Thrombopathia Basset Hound Type
Thrombopathia Basset Hound type is an inherited bleeding disorder affecting the Basset Hound breed. Thrombopathia in Basset Hound has been for the first time reported in 1979 as a bleeding disorder associated with abnormal platelet function. Researches have continued, and detailed research about this defect started in 1981. Also other bleeding disorders have been documented in this breed, such as von Willebrand’s syndrome and hemophilia.
Platelets, or thrombocytes, have a key role in bleeding prevention through clumping of blood vessel injuries. At a site of vascular injury, platelets are exposed to surface which is not from blood vessel, and they initiate to aggregate to each other, which results in formation of a hemostatic plug that will seal the defect. In the formation of this plug, fibrin has a role as its stabilizer.
Excessive bleeding disorders in dogs, or canine hemorrhagia, can be divided into two groups: intrinsic, inherent platelet defects, in which platelet itself is abnormal, and extrinsic, external defects, where the abnormality underlies in some factor necessary for normal platelet function. Like this, most known canine extrinsic platelet defect is recognized in von Willebrand’s syndrome, while intrinsic platelet defects are less commonly recognized. Thrombopathia Basset Hound Type is an inherent platelet defects type hemorrhagia. Due to defect within the platelets, they are unable to form blood clot. The defect in the platelets of the basset hounds is suspected to be related to a structural or functional deficiency of specific surface glycoprotein receptors, similar as has been reported in humans with Glanzmann’s disease and Bernard-Soulier syndrome, human bleeding disorders.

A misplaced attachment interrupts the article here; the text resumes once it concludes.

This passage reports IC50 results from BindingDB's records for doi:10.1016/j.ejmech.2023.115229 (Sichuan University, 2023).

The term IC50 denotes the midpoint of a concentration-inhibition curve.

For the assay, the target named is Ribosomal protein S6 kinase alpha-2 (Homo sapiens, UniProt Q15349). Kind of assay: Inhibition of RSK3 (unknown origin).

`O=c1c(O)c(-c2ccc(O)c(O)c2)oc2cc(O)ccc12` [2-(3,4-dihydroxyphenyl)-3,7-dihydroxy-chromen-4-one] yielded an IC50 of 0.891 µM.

Thrombopathia Basset Hound type is characterized by cutaneous and mucosal bleeding and prolonged bleeding time, as a consequence of abnormal platelet function. The bleeding severity can vary, from mild to severe. However, platelets in affected Basset Hounds appear as normal sized.
Some signs of disease can be recognized by the owner. When puppy’s teeth are shed, excessive bleeding can occur. Also, small pinpoints that appear and disappear easily can be seen on the dog’s abdomen, as a symptom of capillary bleeding in the skin. Bleeding on tips of the ear, around the gums and nasal bleeding can appear. As the disorder can vary in its severity, dogs with mild form of the disorder may not exhibit any of these signs and have no or only minor bleeding post operation, due to sufficient level of normal functioning platelets.
Thrombopathia Basset Hound type is caused by a mutation in the RASGRP1 gene. The frequency of the mutation is unknown.
The disorder is inherited in an autosomal recessive manner. Healthy parents of an affected puppy are obligate heterozygotes, and therefore carry one mutant allele. Heterozygotes have no symptoms. Dogs homozygous for the mutation will display the symptoms of the Thrombopathia Basset Hound type. At conception, each cub has a 25% chance of being affected, a 50% chance of being an asymptomatic carrier, and a 25% chance of being unaffected and not a carrier.